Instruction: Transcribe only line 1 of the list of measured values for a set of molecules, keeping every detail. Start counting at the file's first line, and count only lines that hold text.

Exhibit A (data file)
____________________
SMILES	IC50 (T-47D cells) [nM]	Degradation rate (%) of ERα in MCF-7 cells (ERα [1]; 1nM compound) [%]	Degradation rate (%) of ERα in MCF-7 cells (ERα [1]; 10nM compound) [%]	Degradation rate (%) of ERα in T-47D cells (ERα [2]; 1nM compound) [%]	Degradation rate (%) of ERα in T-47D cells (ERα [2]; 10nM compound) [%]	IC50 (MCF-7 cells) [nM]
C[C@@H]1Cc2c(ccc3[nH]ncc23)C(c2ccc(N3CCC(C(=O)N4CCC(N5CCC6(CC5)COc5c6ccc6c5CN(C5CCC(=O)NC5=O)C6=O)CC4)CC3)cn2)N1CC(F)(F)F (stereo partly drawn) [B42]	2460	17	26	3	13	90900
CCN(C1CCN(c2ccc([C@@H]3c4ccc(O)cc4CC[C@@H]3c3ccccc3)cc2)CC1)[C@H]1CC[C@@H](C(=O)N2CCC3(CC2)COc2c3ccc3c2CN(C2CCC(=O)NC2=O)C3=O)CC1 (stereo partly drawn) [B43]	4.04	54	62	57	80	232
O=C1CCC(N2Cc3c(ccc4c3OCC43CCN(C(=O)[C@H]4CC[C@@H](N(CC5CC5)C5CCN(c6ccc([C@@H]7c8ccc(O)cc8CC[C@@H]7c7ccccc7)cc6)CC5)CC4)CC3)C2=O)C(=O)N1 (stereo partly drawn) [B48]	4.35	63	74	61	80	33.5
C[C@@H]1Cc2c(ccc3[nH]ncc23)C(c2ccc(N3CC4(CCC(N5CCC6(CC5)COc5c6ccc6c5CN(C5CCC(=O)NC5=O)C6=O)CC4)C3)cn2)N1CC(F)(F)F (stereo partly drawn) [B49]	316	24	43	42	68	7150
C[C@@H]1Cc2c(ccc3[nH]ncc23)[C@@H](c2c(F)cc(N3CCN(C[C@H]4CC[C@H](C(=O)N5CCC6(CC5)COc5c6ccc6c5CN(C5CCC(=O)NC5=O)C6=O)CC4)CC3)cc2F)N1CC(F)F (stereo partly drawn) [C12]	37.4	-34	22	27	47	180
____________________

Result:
SMILES	IC50 (T-47D cells) [nM]	Degradation rate (%) of ERα in MCF-7 cells (ERα [1]; 1nM compound) [%]	Degradation rate (%) of ERα in MCF-7 cells (ERα [1]; 10nM compound) [%]	Degradation rate (%) of ERα in T-47D cells (ERα [2]; 1nM compound) [%]	Degradation rate (%) of ERα in T-47D cells (ERα [2]; 10nM compound) [%]	IC50 (MCF-7 cells) [nM]